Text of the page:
Changing the Face of Cybersecurity

Carmen Marsh

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There's been a lot of talk about cybersecurity, but not much is changing.

Cybercrime is increasing. The cybercrime wave is becoming an epidemic and is more profitable than drug trafficking.

If we believe cybercrime is the greatest threat to every company on a global scale, why aren't we innovating? Why aren't we changing strategies and the stereotype of people we are hiring for cybersecurity jobs? How can we become more creative in finding ways to get ahead of cyber-criminals?

We don't want the threat of losing the war against cybercriminals to become reality.

So, what could possibly be those first few things that need changing?

We know entrepreneurship in cybersecurity is a hot trend. However, those businesses that survive are few and far between.

How do we help these high-potential entrepreneurs succeed? Do we need a stronger business sponsorship, more inclusive business networks, or government funding to keep these companies going until they are able to sustain themselves?

While the current problem of cybersecurity expertise receding as cybercrime is increasing, we must attract more professionals into cybersecurity jobs. Reports state that we have a skills deficit in this area, and by 2020, we'll need an extra 1.8 & 8211 5.5 million cybersecurity professionals to fix the current and growing hiring crisis.

One way to start addressing this issue is to halt the unconscious prejudices about the types of people who should work these jobs. Further, by reversing the gender gap and adopting diversity in cybersecurity jobs, we may be able to spark a significant, positive paradigm shift.

Studies show gender-diverse teams are more productive, innovative, and able to stay on schedule and within budget compared to homogenous teams.

The mindset of the cookie-cutter job requirements and stereotype profiling of "the perfect job candidate" must change across the board, from hiring managers, recruiters, and the people that think they don't "fit that type." We can all start by recognizing this truth and beginning to raise awareness about necessary changes that are needed.

Another fresh approach to changing the face of cyber-security is adopting a more innovative and creative way of thinking, diverse knowledge, and fresh perspectives on how to enter the cybersecurity field.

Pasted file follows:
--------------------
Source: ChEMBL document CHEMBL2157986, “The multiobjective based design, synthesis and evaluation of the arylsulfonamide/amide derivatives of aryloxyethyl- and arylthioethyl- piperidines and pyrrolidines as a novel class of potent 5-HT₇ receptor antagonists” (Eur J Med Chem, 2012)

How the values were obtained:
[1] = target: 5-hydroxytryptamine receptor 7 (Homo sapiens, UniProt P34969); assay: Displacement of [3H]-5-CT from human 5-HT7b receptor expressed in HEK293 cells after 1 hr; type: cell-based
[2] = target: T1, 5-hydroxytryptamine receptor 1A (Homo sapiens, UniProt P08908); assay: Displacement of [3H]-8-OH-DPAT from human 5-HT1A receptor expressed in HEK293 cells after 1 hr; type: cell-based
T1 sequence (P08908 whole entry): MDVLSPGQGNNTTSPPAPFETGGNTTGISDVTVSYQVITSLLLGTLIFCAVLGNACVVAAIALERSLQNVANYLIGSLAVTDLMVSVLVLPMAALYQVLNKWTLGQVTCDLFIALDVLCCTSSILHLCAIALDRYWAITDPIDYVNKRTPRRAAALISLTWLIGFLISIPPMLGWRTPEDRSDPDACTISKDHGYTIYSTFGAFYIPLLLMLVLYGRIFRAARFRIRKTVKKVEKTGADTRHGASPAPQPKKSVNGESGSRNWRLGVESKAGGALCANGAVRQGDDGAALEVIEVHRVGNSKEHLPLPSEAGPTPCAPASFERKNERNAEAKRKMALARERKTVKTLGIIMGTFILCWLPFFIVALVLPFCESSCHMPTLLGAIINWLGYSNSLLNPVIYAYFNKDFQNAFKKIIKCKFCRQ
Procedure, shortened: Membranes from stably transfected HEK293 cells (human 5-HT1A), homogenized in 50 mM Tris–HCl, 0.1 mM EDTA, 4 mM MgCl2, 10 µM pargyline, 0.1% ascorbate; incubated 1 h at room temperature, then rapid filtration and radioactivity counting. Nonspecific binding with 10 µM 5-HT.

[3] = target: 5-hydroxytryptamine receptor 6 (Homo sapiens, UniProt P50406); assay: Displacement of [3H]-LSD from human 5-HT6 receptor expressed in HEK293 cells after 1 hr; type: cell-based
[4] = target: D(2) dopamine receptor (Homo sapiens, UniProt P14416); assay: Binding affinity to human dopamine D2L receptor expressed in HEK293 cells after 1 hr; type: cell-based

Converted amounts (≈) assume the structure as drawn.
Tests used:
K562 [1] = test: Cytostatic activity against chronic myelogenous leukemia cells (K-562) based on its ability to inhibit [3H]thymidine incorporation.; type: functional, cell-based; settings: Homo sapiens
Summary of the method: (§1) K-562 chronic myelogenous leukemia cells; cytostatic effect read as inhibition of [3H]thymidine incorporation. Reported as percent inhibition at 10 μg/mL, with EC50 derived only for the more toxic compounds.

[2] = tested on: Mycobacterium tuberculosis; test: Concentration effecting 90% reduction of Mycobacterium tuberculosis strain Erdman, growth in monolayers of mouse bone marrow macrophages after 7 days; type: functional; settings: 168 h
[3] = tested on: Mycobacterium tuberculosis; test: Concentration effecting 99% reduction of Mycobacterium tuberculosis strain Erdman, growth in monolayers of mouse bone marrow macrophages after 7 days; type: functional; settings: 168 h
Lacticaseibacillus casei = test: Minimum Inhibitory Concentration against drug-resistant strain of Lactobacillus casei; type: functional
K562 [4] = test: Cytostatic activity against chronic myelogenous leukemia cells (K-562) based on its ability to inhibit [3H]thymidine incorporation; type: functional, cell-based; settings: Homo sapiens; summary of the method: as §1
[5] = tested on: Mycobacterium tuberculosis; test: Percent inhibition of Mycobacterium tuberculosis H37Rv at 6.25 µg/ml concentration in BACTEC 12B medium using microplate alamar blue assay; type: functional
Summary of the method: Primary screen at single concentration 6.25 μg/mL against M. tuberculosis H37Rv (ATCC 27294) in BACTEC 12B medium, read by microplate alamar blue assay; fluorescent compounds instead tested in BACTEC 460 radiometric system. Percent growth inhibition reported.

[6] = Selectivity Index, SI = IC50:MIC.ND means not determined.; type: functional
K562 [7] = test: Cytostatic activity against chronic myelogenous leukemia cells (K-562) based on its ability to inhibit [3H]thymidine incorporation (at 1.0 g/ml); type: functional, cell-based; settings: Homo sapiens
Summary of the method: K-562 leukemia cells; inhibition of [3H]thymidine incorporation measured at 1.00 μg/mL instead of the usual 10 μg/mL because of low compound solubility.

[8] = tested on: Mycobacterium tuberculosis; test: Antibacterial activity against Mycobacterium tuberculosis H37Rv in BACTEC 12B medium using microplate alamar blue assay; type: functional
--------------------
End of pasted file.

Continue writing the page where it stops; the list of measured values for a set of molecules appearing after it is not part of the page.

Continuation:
We already know women think differently than men. We are more risk-averse and have better soft skills. We also know that people from different cultural and racial backgrounds think differently, so why not open the door to this diversity of thinking? Why not make it easier for more people with various backgrounds and education join the cybersecurity workforce?

The other side of the coin is that there is a lack of interest in cyber-security jobs—particularly by women. However, I found that working in information security fields can be rewarding, interesting, fun, and highly compensated. Spreading the word about how it is to work in cybersecurity by professionals working in the field could significantly help raise awareness about these great career opportunities.

Education about working in this field can begin at any age—perhaps as early as grade school. We could have cybersecurity experts speak at schools, youth career fairs, and other educational events.

When we have women and men from diverse backgrounds and cultures work closely together, we perform better overall in areas of analysis, strategy, and tactics. Now is the time to change our viewpoints about what cybersecurity community should look like, and we need to do it sooner than later. We need everyone to work together to protect ourselves, each other, our companies, and our countries.

If you would like to help us raise awareness about changes that need to happen in cybersecurity, contact us at [email protected] or sign up for our events at http://includecybersecurity.com.

This article was originally published on LinkedIn.

Carmen Marsh is the CEO and Managing Partner of Inteligenca Inc., a boutique management consulting company in California focusing on helping clients unlock their potential with executive coaching and rethinking their business strategies.

Among other professional services, Inteligenca's team helps companies with Cyber Risk Managed Services, preparation for certifications like SOC 2, and ISO 27001, including the implementation of successful PMO and Agile Transformations.

Carmen is also heavily engaged in events with influential cybersecurity experts to attract more women into cybersecurity careers. Inteligenca is partnering with KAI Partners to bring the Include Cybersecurity Event to Sacramento Valley on June 14th. This event focuses on #inclusion and #diversity in cybersecurity careers and presents an opportunity for anyone interested in cybersecurity to learn firsthand from the experts what it takes to succeed.

Inteligenca is also presenting at PMI, COO, and PMO (Project Management) Forum, and has regularly scheduled workshops on mindful leadership-"Lead Mindfully"-and mindful PMO.

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